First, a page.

Melisa Picón and Ivan de Manuela Carpio

Melisa Picón and Ivan de Manuela Carpio

On Saturday afternoon we went to Peña La Bulería to see El Almendro and Augustín De la Fuente. During the break an older man who is a member of the peña approached us and asked me if I was Spanish and I said no. He asked where I was from and I told him. “Are they also from the United States?” He asked signaling to my compañeras. I told him yes. “Would you like some vino?” “Sure,” we told him. So he went to the bar and got us each a glass of cream (sweet sherry) AND another bag of potato chips, qué detalle! (We’d been sharing a bag of potato chips earlier). We were very grateful for his kindness. After the show we talked to him (Andrés is his name) and met his wife Paqui. They instantly became our friends. "Do you know the president of the peña? Let me introduce you. Do you want to go down the street with us to see more flamenco? Let’s go." So after some pictures we headed to a bar with them to see more flamenco where Andrés insisted on buying us tapas. Before leaving the second bar I thanked him for his kindness. He told me he saw us at the peña by ourselves and wanted to make sure we felt welcome. It was so sweet.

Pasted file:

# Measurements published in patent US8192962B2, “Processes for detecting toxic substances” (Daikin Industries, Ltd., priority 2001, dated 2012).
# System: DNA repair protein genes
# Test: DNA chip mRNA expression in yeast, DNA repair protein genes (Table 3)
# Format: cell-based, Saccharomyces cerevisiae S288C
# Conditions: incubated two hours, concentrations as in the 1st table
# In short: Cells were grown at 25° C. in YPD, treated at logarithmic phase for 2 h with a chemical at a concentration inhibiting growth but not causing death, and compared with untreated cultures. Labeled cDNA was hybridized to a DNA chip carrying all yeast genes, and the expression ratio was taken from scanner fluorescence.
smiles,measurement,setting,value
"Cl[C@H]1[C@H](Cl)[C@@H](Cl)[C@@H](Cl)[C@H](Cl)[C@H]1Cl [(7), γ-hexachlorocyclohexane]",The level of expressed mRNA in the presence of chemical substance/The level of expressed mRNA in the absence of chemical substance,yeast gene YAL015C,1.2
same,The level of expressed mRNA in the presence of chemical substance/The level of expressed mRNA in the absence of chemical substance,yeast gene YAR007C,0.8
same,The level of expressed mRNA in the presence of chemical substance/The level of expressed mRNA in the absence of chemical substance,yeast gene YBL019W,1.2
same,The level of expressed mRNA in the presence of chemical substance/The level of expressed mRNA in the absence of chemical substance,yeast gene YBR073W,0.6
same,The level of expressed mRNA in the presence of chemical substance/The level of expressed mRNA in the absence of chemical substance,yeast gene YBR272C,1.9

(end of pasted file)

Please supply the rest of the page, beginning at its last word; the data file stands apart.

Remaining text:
Bodegas Urium

Bodegas Urium

A Visit to the Bodega

Even with Vinoble (a large sherry festival in Jerez) going on, Papa Alonso of Bodegas Urium managed to make time to see us. As usual he sang sevillanas, and some of us danced atop the albero. Albero is the golden earth in all sherry bodegas and Spanish bullrings. In the main room the book El Platero y Yo by Nobel prize winning poet Juan Ramón Jiménez is displayed. The author was from Moguer where Papa Alonso and family are from. The chapter titled Mons Urium, which means mountain of gold in an ancient Roman dialect, is what the bodega is named for. Moguer used to be called Urium, and in the book it says that from the sea, the mountain in Moguer which is albero rock looked like it was made of gold.

 Feria de Sanlúcar

Feria de Sanlúcar

Feria de Sanlúcar

Also known as the Feria de Manzanilla. This is the spring fair in Sanlúcar de Barrameda, where the Rio Guadalquivir meets the Atlantic Ocean. We went there together on our free day. There was so much to see: Colorful trajes, sevillanas dancing, rebujito, horses, kids’ performances, the beach! (We also saw but were less interested in rides and a lot of non-flamenco dance music and dancing.)